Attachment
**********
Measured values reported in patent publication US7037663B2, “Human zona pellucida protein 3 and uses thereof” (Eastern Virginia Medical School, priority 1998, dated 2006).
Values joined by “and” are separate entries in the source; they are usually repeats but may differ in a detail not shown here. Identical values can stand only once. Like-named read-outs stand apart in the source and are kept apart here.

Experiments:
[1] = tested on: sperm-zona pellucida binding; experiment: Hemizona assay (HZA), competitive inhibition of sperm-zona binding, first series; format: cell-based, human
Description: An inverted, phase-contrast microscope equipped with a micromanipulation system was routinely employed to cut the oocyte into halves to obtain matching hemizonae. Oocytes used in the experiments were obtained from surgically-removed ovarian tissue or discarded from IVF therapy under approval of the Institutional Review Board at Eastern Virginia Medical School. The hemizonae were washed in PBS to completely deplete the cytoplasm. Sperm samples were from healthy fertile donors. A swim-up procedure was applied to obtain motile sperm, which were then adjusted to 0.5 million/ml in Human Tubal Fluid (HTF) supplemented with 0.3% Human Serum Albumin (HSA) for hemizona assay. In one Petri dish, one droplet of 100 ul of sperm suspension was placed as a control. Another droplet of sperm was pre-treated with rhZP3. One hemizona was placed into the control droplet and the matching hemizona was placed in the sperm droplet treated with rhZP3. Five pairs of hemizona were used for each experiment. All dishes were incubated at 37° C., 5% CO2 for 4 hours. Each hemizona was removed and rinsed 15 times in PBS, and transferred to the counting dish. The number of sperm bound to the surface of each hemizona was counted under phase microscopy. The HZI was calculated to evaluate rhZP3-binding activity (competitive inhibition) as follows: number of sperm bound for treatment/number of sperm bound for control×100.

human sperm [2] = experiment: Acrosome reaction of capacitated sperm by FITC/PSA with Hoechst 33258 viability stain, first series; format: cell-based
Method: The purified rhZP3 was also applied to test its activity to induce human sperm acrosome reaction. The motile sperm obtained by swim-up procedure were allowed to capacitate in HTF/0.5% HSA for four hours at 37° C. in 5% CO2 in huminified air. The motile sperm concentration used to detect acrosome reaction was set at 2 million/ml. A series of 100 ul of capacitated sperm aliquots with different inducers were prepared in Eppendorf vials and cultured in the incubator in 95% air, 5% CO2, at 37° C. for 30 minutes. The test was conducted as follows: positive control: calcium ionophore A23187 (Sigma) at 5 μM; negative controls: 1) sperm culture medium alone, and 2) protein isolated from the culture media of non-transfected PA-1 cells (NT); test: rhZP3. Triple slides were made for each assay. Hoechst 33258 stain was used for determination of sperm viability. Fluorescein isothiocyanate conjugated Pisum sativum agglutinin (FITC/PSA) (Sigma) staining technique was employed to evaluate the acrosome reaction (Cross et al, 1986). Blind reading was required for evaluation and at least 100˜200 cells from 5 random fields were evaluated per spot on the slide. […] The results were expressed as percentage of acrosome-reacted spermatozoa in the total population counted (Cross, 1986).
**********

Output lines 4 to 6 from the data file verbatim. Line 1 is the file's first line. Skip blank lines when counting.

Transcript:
[1] = tested on: sperm-zona pellucida binding; experiment: Hemizona assay (HZA), competitive inhibition of sperm-zona binding, first series; format: cell-based, human
Description: An inverted, phase-contrast microscope equipped with a micromanipulation system was routinely employed to cut the oocyte into halves to obtain matching hemizonae. Oocytes used in the experiments were obtained from surgically-removed ovarian tissue or discarded from IVF therapy under approval of the Institutional Review Board at Eastern Virginia Medical School. The hemizonae were washed in PBS to completely deplete the cytoplasm. Sperm samples were from healthy fertile donors. A swim-up procedure was applied to obtain motile sperm, which were then adjusted to 0.5 million/ml in Human Tubal Fluid (HTF) supplemented with 0.3% Human Serum Albumin (HSA) for hemizona assay. In one Petri dish, one droplet of 100 ul of sperm suspension was placed as a control. Another droplet of sperm was pre-treated with rhZP3. One hemizona was placed into the control droplet and the matching hemizona was placed in the sperm droplet treated with rhZP3. Five pairs of hemizona were used for each experiment. All dishes were incubated at 37° C., 5% CO2 for 4 hours. Each hemizona was removed and rinsed 15 times in PBS, and transferred to the counting dish. The number of sperm bound to the surface of each hemizona was counted under phase microscopy. The HZI was calculated to evaluate rhZP3-binding activity (competitive inhibition) as follows: number of sperm bound for treatment/number of sperm bound for control×100.

human sperm [2] = experiment: Acrosome reaction of capacitated sperm by FITC/PSA with Hoechst 33258 viability stain, first series; format: cell-based